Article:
Critical capacities for navigating in turbulent times
Resilience is the ability to recover after being knocked off balance, knocked down or knocked out. But it not only applies to catastrophic trauma. It also applies to overcoming a wide range of personal, organizational and cultural changes that you didn’t adequately anticipate and prepare for.
If you’ve ever been to a site along a river bank where whitewater enthusiasts launch their kayaks, you might notice that when they first get into the water, they’ll deliberately flip themselves over. It helps them get acclimated by actually experiencing what could happen if they suddenly hit turbulence so strong it turns them upside down. Organizations can adopt that idea by introducing the practice of scenario planning. Something as simple as a tabletop simulation is a good example of an inexpensive yet powerful tool you can use to better prepare for the unexpected.
Achieving resilience means knowing who knows what, making and communicating the right decisions, and taking the right actions. A lot of dots need to be reconnected when the underlying pattern changes.
Actions to take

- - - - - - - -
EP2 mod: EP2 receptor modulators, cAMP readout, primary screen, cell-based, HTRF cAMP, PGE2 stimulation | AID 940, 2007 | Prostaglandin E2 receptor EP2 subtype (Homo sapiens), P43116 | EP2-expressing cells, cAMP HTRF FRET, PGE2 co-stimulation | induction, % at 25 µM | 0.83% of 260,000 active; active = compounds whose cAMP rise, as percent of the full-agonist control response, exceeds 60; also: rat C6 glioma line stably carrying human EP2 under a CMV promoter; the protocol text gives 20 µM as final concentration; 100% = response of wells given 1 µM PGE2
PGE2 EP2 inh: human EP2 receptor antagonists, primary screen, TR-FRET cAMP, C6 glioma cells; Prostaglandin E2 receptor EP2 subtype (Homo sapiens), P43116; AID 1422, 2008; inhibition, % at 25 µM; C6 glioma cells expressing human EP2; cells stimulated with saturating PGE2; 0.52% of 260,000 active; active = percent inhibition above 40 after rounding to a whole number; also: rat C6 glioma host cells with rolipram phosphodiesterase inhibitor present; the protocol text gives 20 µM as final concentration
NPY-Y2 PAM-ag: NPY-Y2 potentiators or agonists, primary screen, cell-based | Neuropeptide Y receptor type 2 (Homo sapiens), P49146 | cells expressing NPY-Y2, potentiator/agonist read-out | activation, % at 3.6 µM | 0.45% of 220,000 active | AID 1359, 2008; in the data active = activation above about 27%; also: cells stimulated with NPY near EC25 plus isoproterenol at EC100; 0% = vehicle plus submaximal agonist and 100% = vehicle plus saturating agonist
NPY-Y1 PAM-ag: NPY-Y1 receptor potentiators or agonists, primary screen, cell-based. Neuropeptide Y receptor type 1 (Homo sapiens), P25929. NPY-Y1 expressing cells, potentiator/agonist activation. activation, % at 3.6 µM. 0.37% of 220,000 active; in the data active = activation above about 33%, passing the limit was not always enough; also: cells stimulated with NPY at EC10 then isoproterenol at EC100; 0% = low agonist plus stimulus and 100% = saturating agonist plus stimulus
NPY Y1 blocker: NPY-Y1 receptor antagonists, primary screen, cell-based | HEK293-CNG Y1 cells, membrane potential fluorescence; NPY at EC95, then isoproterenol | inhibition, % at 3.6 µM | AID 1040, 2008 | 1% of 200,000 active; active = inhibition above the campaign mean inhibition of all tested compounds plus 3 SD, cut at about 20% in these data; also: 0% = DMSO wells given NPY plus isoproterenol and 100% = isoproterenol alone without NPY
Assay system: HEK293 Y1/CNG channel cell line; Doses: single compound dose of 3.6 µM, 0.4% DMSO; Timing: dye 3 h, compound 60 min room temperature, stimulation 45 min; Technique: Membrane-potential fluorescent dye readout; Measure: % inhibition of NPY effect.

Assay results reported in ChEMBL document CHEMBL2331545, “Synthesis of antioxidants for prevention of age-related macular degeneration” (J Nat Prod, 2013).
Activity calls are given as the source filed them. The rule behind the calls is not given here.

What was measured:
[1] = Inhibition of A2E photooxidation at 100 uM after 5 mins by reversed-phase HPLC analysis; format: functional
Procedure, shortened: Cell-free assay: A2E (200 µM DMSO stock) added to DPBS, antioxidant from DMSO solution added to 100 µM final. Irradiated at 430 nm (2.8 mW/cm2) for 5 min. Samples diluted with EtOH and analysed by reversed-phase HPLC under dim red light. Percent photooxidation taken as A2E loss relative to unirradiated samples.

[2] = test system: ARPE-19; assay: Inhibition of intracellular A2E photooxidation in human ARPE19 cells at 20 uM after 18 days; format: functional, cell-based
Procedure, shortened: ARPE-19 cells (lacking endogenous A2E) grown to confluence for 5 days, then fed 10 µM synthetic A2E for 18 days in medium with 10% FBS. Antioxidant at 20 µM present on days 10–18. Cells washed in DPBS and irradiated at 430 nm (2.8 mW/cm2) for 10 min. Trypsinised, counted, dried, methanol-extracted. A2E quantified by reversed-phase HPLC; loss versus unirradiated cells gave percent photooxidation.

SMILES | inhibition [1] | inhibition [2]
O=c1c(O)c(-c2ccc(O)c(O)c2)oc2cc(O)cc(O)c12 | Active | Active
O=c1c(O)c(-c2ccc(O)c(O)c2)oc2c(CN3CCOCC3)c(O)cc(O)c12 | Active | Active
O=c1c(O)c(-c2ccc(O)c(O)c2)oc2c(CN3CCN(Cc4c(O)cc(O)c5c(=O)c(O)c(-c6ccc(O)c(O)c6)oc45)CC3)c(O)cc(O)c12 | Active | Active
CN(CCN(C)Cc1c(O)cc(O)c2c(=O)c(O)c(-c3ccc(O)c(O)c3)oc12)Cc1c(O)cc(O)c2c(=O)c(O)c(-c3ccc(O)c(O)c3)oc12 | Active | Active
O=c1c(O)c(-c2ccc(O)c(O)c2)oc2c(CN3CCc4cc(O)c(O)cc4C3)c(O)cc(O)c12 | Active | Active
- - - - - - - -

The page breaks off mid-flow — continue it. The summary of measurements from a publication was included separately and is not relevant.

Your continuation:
To have the greatest effect, the above three capacities should be applied at the personal, organizational and systemic levels.
By personal turbulence we mean changes that affect your life directly, including health, financial or career challenges. Turbulence can bring up feelings of fear and confusion, which can cloud your decision-making. Learning to manage your own psychology helps you embrace even the deepest systemic changes.
Organizationally, turbulence requires rapid adjustments and adaptations. It impacts how different roles work together. Make sure you’re clear about your role and how it might need to change. Are you the skipper, navigator, lookout, engineer or passenger? What is your backup role?
Communication is the glue that holds your organization together. Take a look at the close verbal and nonverbal communication among team members in competitive sports, especially at the championship level. Contrast that with the gross miscommunication that often occurs among various government agencies during a crisis.
When faced with systemic-level turbulence, it often feels like there is little you can do, especially when calm waters suddenly turn into whitecaps. Living through times of rapidly-unfolding systemic transformation will challenge what you think you already know. In preparing for such times, think about how the old rules might no longer apply and how you might create new rules on the fly.
Navigating in turbulent times need not be frightening—it can actually be thrilling. Pay close attention to the early warning signals (foresight). Be ready to adjust, adapt and even change the rules (agility). Above all, be prepared to quickly bounce back (resilience). Enhancing those three capacities will greatly improve your chances of riding out any rapids you may encounter, no matter how severe.